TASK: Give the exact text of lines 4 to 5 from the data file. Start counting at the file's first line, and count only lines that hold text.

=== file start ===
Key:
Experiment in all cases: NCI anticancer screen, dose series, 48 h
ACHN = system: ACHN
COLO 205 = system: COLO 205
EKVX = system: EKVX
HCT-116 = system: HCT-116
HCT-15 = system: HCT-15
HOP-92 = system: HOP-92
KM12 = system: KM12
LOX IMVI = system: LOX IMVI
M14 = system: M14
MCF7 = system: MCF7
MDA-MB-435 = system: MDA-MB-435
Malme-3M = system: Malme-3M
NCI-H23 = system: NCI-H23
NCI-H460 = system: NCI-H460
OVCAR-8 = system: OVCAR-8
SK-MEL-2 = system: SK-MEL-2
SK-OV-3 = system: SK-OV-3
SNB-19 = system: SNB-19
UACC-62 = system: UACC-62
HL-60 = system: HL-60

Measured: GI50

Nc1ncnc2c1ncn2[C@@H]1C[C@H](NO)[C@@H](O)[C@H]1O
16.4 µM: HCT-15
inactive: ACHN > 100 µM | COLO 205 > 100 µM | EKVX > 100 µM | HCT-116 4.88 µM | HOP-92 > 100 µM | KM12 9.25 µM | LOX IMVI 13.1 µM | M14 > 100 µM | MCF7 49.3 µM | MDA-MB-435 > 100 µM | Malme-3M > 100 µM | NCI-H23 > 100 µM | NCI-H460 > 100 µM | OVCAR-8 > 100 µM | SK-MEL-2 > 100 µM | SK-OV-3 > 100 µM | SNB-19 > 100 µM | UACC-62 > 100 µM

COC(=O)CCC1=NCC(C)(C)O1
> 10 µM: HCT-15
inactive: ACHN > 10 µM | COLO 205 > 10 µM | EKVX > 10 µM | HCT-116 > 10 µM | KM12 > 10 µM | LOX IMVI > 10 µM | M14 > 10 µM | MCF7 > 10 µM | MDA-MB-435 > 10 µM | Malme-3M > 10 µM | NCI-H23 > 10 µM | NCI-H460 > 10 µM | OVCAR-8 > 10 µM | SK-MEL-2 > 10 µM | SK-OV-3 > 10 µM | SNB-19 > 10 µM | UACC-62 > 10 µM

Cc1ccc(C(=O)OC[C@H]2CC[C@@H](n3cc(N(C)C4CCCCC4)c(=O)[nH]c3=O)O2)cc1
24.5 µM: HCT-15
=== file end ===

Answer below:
COLO 205 = system: COLO 205
EKVX = system: EKVX